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Hong Kong protests

US bill grants refugee status to Hong Kong protesters

Lawmakers introduce bipartisan legislation following UK offer of citizenship

Joshua Wong greets Reps. Thomas Souzzi (D-NY) and Jim McGovern (D-MA) before testifying at a Congressional-Executive Commission on China hearing on Capitol Hill in Washington in September 2019.    © Reuters

NEW YORK -- U.S. lawmakers introduced a bipartisan bill on Wednesday that would give refugee status to Hong Kongers fearing political persecution from Beijing, after China enacted a mainland-style national security law in the former British colony.

The Hong Kong Safe Harbor Act, introduced in both chambers of the U.S. Congress, would grant Priority 2 Refugee status to Hong Kongers "who peacefully protested Beijing's corrupt justice system, and have a well-founded fear of persecution," its sponsors said in a news release. There will be no limit to the number of Hong Kong residents who qualify.

Democratic Sens. Bob Menendez, Todd Young, Ben Cardin and Jeff Merkley were joined by China hawk Republican Sen. Marco Rubio in introducing the Senate bill. In the House, Republicans John Curtis and Mike Gallagher teamed with Democrats Tom Suozzi and Jim McGovern to submit the companion legislation.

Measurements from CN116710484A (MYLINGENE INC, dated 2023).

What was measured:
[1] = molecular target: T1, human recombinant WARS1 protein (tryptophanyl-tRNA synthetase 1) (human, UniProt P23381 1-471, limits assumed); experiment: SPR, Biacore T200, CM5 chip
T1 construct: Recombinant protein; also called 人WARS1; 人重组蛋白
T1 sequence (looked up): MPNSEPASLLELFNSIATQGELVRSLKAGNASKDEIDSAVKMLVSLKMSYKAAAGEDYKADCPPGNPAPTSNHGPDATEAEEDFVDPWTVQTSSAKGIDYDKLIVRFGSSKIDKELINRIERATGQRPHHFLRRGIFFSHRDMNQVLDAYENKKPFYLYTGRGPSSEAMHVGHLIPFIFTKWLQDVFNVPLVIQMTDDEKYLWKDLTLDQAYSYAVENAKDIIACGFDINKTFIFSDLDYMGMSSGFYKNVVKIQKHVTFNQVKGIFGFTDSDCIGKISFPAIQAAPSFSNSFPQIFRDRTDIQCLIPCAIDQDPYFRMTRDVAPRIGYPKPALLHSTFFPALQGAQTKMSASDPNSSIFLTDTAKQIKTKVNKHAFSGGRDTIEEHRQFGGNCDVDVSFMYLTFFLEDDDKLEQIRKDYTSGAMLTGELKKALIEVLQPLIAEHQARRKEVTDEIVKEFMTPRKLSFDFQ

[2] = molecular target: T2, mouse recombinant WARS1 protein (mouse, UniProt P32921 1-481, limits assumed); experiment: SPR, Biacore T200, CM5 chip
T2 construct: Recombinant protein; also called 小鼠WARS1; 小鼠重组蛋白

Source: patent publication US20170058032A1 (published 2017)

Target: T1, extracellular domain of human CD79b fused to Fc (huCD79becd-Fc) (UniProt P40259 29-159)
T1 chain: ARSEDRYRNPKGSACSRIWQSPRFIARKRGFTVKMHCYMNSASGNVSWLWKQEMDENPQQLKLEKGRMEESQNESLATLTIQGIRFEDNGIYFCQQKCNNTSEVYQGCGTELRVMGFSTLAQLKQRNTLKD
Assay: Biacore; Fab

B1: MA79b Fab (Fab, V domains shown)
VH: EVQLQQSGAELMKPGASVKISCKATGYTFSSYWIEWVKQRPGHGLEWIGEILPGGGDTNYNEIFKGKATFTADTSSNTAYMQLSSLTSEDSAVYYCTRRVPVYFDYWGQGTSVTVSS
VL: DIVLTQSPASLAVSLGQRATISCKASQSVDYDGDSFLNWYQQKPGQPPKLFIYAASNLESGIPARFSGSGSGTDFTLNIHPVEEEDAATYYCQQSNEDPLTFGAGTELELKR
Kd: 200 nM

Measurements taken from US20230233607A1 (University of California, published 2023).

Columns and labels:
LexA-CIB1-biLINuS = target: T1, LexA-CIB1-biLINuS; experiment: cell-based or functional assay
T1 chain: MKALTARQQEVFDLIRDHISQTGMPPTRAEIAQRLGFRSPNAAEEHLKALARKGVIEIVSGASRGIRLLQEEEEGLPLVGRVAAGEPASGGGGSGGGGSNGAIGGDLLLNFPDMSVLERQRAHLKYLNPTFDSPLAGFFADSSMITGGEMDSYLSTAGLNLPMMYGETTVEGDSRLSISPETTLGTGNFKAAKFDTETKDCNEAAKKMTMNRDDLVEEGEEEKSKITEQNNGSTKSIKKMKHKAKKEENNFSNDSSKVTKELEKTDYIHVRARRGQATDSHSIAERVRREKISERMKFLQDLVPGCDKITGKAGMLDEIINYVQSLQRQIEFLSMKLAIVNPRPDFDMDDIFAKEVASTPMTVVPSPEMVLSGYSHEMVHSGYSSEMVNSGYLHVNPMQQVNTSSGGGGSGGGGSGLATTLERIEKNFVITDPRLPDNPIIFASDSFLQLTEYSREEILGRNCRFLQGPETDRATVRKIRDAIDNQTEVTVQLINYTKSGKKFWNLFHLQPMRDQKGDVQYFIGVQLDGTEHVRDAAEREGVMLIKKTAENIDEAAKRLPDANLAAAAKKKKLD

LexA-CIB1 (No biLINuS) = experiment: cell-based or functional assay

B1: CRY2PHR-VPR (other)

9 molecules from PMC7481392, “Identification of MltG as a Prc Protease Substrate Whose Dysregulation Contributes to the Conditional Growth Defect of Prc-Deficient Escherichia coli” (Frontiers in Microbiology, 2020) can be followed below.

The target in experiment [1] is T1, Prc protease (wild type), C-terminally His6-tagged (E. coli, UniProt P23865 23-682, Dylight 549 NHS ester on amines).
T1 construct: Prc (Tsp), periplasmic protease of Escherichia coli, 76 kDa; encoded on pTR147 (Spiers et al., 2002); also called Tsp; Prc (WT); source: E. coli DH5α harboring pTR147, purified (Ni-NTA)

The bill came as Hong Kong authorities made their first arrests on Wednesday as the new security law, drawn up and passed in Beijing, went into effect.

City police have warned protesters that displaying banners and flags or chanting could result in arrests and charges, as they constitute acts of "subversion" and "succession," which are criminalized under the new law.

Earlier that day, British Prime Minister Boris Johnson reiterated his government's intent to offer a path to citizenship for Hong Kong citizens with British National Overseas status.

China's imposition of the security law was "a clear and serious breach of the Sino-British Joint Declaration," Johnson told members of the parliament on Wednesday.

"It violates Hong Kong's high degree of autonomy and threatens the freedoms and rights protected by the joint declaration," he said.

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